Sleep-Deprived Truckers Still Causing Accidents

By Kevin Duffan, Virginia Truck Accident Attorney

The US trucking industry often states that it is difficult for the federal government to police how much truck drivers sleep. However, drivers who do not get enough sleep each day still kill and injure innocent people every day. Many voices say that Congress should make public safety the top priority.

However, in recent weeks, the US Senate approved exemptions from rules that limit how many hours truckers can work each day.

One senator, Sen. Richard Blumenthal, blasted the transportation bill as one full of gifts to the trucking industry. He added that the bill would be “allowing more tired truckers on our roads will only lead to more accidents like the horrific accident that injured Tracy Morgan last year.”

truck crash

Last week, the NTSB cited the Walmart truck driver for driving when he was tired, which led to a chain-reaction wreck on the NJ Turnpike, which severely injured Morgan, and killed his friend. That driver barreled through a 45 MPH construction zone at 65 MPH. He had been awake for 28 hours.

In Lexington, KY last month, the truck driver arrested for causing an I-75 wreck that killed six people, had not slept enough in the last 24 hours, per the federal regulations. That truck driver also tested positive for methamphetamine. He had been working for more than 50 hours in the previous three days before the wreck happened. He also had an accident in FL the day before the fatal wreck, and was cited for careless driving.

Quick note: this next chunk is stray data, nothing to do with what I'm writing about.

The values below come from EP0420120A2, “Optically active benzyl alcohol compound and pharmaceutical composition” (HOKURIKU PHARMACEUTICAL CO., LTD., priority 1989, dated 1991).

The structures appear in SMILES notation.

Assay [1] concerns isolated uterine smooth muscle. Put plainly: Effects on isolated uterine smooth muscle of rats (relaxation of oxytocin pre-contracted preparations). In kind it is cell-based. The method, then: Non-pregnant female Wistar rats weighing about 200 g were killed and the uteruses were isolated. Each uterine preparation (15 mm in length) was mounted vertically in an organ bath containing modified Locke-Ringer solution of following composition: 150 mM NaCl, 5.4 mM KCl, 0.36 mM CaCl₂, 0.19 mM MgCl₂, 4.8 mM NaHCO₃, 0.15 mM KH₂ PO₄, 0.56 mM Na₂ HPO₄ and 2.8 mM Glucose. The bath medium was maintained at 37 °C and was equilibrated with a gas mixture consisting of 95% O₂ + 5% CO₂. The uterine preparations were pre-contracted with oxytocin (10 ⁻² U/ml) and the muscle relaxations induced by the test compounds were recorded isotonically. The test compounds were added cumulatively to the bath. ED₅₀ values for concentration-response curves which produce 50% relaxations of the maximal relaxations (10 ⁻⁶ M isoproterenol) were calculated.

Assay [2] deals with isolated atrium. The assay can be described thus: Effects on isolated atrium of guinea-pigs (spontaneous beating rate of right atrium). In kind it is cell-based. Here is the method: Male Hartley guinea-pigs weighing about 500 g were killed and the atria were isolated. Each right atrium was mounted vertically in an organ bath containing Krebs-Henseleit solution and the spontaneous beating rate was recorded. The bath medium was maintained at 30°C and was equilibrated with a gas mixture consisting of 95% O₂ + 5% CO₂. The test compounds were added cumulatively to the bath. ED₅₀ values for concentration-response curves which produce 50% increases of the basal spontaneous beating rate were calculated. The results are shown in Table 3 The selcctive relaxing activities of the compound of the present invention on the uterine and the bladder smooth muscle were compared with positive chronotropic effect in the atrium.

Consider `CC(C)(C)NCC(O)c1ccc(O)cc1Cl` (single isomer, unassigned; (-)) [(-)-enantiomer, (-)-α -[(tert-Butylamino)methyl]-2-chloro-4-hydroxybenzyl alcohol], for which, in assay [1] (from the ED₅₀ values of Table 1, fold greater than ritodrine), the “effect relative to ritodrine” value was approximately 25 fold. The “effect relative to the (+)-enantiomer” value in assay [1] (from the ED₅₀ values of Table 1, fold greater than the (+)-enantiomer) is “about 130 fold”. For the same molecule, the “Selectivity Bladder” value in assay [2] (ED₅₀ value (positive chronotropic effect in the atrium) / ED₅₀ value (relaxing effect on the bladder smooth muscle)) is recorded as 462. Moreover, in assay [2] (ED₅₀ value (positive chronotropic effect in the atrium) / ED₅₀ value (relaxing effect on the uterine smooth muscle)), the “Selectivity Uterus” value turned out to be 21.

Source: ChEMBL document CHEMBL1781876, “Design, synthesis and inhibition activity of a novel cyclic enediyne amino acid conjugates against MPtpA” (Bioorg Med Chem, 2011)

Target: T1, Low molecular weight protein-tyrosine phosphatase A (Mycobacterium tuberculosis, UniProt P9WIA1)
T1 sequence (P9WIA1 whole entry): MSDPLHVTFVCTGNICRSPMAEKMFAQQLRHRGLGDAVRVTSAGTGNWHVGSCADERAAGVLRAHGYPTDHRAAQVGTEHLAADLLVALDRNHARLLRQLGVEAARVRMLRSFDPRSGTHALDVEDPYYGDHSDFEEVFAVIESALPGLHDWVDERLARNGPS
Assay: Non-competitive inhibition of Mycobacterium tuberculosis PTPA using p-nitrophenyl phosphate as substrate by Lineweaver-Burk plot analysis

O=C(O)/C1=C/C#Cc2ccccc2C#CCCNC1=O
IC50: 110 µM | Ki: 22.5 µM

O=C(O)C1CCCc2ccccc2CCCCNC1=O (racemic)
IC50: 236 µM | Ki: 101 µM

This begs the question: Why did his trucking company allow him to drive in this state, with his record?

Public safety advocates argue that both the federal government and the trucking industry needs to emphasize public safety above all else. Hours of service rules must be enforced, they say, and drivers should be more carefully screened for substance abuse.

Our Virginia trucking accident legal team would like to point out that truck accidents claim almost 4,000 American lives per year. We strongly advocate for the new hours of service rules that limit the amount of time truckers can spend behind the wheel in 24 hours. It is our hope that the US Senate will not exempt any truckers from the current rules, which are being revised.